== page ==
Microsoft today credited strong sales of its Windows operating system for big increases in first-quarter sales and profits.
The Redmond software maker reported profits of $209 million, or 70 cents per share, up 45 percent over the $144 million, or 50 cents per share reported in the first quarter last year. Revenues totaled $818 million, up 41 percent from $581 million last year.
The numbers came in higher than analysts had been predicting. Most said that the company's fundamentals are strong and that its flagship Windows products for IBM-compatible computers are building dominant market share at the expense of leading competitors.
Early in the year Microsoft warned that its 1993 numbers would not keep up with the 50 percent growth of recent years.
"The company just keeps humming along," said Bill Whitlow, analyst for Pacific Crest Securities in Seattle. "I don't see any shakiness anywhere."
Wall Street apparently agreed. Microsoft's stock price has risen steadily the past two weeks, trading late today at $84.25, up 62.5 cents.
Two of Microsoft's chief competitors, Borland and Lotus, have faced rocky going despite releasing competing Windows products. Borland last week was downgraded by several analysts who expressed disappointment in its just-released Quattro Pro spreadsheet for Windows.
"Quattro Pro was a wonderful product in May of 1991," said David Rothschild, analyst for Piper Jaffray in Minneapolis who had
predicted Microsoft earnings at 71 cents on revenues of $825 million. "Today it looks like Excel 3.0" at a time when Microsoft is selling Excel 4, the next-generation version, he added.
Lotus' spreadsheet for Windows, a derivative of its top-selling 1-2-3 program, has fallen below expectations. An upgrade of the program is rumored to be delayed.
Lotus shares dropped 75 cents in after-hours trading yesterday after the company's chief financial officer blamed sluggish growth on the international recession, slowing PC sales in Japan and shifting of users to Windows.
As early as last spring, Microsoft warned analysts that growth would dip in 1993, partly because of the "law of big numbers" stipulating that 50 percent growth cannot continue indefinitely.
Chief Financial Officer Frank Gaudette said as early as last spring he would be "happy" if growth in 1993 reached half of 1992's rate. Most analysts estimated 1993 growth in the 35 percent range, below today's results.
Most analysts rated Microsoft a "buy" in pre-earnings advisories last week, despite recent reports that the Federal Trade Commission is proceeding with an inquiry and will interview several company officials in coming weeks.
Although it refuses to comment, the agency is believed to be investigating whether Microsoft has engaged in monopolistic practices covered by antitrust law.
"I don't pay much attention to FTC grumblings," Rothschild said. "If you say Microsoft's dominance (of the industry) is due to its market dominance of the operating system, then what about the Macintosh?"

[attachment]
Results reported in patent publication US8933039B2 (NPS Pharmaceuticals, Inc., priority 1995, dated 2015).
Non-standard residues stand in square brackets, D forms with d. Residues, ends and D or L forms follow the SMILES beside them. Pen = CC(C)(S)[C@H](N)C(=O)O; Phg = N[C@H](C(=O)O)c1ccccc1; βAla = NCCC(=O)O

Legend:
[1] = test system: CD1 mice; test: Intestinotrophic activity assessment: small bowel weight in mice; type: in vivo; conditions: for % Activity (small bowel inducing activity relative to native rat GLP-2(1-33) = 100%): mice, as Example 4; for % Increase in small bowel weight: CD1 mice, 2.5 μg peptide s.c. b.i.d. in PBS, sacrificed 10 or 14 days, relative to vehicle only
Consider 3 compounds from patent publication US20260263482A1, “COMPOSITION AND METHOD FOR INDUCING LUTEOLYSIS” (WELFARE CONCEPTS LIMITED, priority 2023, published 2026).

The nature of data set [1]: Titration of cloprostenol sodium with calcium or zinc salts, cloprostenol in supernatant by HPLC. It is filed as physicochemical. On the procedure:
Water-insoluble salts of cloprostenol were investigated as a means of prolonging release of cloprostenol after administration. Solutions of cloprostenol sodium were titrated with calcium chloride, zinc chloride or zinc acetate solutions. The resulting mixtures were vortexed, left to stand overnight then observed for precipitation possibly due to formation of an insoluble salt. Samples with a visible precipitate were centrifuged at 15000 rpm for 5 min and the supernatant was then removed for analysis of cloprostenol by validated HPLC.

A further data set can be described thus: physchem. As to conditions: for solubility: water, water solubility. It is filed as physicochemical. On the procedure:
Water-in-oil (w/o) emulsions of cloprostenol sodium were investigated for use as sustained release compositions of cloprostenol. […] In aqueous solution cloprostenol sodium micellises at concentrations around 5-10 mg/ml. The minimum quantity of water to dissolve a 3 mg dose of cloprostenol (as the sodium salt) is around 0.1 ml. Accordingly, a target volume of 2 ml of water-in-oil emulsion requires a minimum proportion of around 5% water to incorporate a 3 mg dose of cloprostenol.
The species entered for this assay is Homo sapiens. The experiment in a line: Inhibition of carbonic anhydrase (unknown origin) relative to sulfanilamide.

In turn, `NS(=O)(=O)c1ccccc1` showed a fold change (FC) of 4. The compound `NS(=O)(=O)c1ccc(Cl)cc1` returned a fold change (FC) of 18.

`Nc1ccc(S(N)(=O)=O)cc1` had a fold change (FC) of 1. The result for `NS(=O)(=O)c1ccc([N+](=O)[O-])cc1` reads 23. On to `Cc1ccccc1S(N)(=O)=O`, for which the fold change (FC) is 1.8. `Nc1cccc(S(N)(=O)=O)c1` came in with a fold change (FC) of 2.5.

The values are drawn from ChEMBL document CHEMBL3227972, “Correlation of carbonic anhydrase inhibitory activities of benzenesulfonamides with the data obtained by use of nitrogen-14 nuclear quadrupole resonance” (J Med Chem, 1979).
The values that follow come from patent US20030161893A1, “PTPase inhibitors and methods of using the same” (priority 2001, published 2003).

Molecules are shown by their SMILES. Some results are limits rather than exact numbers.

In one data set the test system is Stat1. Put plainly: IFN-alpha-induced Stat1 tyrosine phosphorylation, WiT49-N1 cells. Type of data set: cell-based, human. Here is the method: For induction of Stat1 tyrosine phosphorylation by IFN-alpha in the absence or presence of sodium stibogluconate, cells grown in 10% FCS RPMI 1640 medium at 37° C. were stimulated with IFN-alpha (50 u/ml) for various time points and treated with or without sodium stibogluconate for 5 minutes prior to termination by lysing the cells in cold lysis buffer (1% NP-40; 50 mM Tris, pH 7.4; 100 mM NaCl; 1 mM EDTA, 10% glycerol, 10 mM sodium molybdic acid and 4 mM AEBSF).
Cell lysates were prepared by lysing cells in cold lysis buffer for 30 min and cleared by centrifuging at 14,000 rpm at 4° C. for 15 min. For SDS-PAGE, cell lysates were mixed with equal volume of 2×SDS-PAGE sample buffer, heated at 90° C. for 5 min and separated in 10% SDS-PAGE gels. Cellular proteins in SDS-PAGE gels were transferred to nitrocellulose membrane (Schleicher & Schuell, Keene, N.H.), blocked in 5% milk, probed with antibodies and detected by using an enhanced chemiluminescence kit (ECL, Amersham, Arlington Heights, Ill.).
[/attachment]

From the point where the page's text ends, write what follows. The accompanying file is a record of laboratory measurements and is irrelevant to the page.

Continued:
Microsoft accounts for 75 percent to 90 percent of sales of leading applications for Apple Computer's Macintosh - considerably higher than with IBM-compatible computers even though Microsoft's DOS operating system is installed on nearly 100 million of the machines.
Windows, which has sold between 12 million and 16 million units since being upgraded in May 1990, continues to sell at the rate of 1 million copies a month.
"The Windows phenomenon is slower than people realized, and a lot more powerful than people realized," Rothschild said. Piper Jaffray has been testing Microsoft's new Windows database program, the soon-to-be-released Access, "and people here are very impressed with it," he added.
On the eve of its earnings announcement, Microsoft introduced two multimedia programs for personal computers and announced that it will open subsidiaries in Budapest, Moscow, Prague and Warsaw.
One of the first U.S. software companies to "localize," or adapt, its software for foreign markets, "Microsoft believes that the best way to support customers is to provide localized products and local support by local people, who have a close understanding of their areas," said Bernard Vergnes, president of Microsoft Europe.
Microsoft subsidiaries in Moscow, Prague and Warsaw will open by the end of 1992. The company plans to introduce 16 products for the new markets between the end of 1992 and the second quarter of 1993, including Windows version 3.1, Works, Word and Excel.
Microsoft also announced it will release an $80 musical-instruments program in mid-November and Encarta, its long-awaited multimedia encyclopedia retailing for $395 ($249 for students and educators), in mid-December.
Both products require a computer equipped with sound capability, speakers, Windows and a compact-disc drive.